Mourning for the destruction of past Jewish commonwealths, a fresh-faced Israeli citizen wrote in this space only a year ago, is ever more complex once one has tied oneself to the modern Jewish state. As my first Fast of Tisha B'Av (literally, the ninth of the Jewish month of Av) in uniform approached, I expected another level of poignancy. After all, Israeli soldiers are sworn to defend the country, to do whatever is necessary to ensure that the calamities commemorated on the Ninth of Av, like the annihilation of Bar Kochba's forces at Betar or the destruction of the first and second Temple, are never repeated. For Israeli soldiers the necessity, if not the message, of the fast day should be clear.
Ignorance prevents most non-religious Israeli soldiers from appreciating the significance of Tisha B'Av. And so it was most unfortunate when my commander frustrated my attempt to share some of the day's meaning with my secular peers. I had no intention of explaining why we refrain from greeting friends and swearing off food, water and comfortable shoes for twenty-five hours. My only interest was in reminding the non-religious guys that the communal tragedies of our shared past are not the exclusive memory of the religious community.
Events like Tisha B'Av highlight a glaring flaw in how the Israeli army (and Israeli society at large) relates to Jewish heritage. Despite highlighting the importance of Jewish heritage in its charter, the IDF in practice takes a hands-off approach. Tisha B'Av passes without a murmur; religious soldiers are given the day off to fast and reflect while their secular peers run off with no inkling of the communal import of the day. Only on Zionist holidays, like Memorial or Independence Day, does the army bring everyone together to reflect. Jewish history, apparently, was born the day the British left Palestine in 1948.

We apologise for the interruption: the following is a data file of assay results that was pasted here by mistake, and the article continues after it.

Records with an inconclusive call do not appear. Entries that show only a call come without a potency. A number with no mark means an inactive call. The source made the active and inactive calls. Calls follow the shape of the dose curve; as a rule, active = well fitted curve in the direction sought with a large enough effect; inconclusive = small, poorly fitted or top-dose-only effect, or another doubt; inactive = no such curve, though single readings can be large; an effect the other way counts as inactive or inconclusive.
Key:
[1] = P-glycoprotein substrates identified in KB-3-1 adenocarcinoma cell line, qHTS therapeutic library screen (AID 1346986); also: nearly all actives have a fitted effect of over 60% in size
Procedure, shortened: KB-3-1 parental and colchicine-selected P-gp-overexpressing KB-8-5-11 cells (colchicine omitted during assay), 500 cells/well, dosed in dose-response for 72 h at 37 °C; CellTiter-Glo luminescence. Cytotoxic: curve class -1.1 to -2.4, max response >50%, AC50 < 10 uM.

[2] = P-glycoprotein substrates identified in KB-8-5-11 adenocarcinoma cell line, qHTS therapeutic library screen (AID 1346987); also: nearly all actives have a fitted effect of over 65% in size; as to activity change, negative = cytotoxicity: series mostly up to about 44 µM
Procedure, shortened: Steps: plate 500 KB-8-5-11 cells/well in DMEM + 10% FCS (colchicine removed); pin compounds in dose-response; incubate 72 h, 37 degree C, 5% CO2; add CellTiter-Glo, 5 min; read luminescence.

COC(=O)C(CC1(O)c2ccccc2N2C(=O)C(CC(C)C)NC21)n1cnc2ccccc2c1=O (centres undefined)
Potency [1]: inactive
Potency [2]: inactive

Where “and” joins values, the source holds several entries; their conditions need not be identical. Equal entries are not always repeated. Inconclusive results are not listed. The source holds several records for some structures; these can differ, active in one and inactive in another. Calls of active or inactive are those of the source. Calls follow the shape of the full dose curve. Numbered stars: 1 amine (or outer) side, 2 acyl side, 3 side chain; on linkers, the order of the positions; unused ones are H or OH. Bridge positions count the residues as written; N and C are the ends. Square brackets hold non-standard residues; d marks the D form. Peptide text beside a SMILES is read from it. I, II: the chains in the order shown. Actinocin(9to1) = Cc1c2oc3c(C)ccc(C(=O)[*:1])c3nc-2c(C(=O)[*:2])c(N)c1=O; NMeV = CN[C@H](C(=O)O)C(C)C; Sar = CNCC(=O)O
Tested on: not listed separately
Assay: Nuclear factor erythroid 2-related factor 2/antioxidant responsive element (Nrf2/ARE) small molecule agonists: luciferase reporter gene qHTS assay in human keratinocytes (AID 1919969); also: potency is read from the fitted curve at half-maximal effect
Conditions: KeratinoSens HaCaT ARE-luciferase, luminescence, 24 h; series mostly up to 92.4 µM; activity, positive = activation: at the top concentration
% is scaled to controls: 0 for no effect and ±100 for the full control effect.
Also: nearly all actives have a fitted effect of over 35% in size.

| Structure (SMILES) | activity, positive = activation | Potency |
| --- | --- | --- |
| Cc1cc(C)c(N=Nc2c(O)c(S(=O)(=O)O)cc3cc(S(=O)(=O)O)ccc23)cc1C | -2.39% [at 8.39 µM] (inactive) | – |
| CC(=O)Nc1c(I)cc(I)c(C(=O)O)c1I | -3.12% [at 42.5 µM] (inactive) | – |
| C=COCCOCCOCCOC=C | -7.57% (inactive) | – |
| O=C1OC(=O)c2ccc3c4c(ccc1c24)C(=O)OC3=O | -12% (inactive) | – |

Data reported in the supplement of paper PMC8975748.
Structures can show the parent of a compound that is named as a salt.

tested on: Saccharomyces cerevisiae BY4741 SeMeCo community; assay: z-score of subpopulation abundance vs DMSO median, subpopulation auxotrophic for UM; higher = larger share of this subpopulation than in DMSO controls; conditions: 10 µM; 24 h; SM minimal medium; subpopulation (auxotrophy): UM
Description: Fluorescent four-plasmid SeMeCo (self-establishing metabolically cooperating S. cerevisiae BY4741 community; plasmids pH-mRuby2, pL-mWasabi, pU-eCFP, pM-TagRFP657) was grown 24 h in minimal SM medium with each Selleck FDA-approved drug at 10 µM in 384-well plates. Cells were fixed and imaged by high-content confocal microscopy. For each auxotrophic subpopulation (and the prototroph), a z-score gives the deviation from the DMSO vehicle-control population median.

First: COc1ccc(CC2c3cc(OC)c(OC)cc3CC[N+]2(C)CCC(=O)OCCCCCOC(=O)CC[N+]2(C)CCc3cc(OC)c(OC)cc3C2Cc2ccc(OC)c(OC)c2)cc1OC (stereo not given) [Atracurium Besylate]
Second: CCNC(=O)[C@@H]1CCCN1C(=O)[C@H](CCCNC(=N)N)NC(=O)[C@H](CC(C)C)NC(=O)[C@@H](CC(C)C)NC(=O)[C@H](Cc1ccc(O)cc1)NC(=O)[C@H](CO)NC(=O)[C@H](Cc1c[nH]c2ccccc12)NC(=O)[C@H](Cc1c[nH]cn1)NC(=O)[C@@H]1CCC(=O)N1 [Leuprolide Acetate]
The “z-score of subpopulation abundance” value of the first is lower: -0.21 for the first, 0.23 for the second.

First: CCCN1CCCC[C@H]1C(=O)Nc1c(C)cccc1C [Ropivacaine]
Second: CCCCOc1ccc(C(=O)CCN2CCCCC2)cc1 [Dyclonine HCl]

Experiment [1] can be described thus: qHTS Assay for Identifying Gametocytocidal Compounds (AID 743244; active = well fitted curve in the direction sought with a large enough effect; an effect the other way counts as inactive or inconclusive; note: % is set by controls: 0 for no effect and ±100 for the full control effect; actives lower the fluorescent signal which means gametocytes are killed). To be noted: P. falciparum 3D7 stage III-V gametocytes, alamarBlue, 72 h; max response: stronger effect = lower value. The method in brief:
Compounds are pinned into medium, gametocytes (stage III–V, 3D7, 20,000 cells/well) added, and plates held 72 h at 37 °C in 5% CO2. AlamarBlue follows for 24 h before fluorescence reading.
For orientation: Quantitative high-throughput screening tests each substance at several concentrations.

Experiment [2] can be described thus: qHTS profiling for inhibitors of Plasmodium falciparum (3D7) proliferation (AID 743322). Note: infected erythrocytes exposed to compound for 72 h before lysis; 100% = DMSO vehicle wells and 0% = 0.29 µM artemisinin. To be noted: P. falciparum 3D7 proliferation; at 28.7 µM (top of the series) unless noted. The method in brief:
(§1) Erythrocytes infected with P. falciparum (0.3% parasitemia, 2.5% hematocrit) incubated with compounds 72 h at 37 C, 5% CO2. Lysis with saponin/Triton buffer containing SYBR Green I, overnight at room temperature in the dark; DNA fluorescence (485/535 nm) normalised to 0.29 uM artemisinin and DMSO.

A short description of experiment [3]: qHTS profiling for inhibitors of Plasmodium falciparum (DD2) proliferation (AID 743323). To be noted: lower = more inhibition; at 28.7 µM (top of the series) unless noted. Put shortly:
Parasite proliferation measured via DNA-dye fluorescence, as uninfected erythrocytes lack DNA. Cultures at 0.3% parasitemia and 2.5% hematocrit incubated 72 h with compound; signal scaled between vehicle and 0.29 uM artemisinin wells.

One may argue that the army and state are correct in keeping Jewish heritage at a distance. After all, Israel is an avowedly pluralistic democracy. Even if few Israeli Arabs serve in the army, the military force still must represent the ethos of the country as a whole. What business does the military have in inscribing Jewish memory into the hearts and minds of its soldiers?
At issue is the basic question of what place Judaism should play in the modern state of Israel. I can only answer this question for myself. The Israel I believe in, the army whose colors I wear with pride on my few weekends off, was not created in 1948 merely to be a pluralistic democracy with an open door policy to Jewish immigration. Israel was created to be a modern state inspired by Jewish heritage. A state for all its citizens and yet a country unapologetically orientated toward the cultural mores of a Jewish majority.
Modern Zionism, for all its heroes and dramas, cannot be the sole source of ideology for the army of the Jewish state. Even with Hanna Senesh and Uri Ilan, Yoni Netaynahu and Ilan Ramon, we must also look to our more distant past for guidance and inspiration. Public events like Tisha B'Av, whatever private customs one chooses to attach to the day, are crucial in ensuring that our national memory remains available to all communities in modern Israel.
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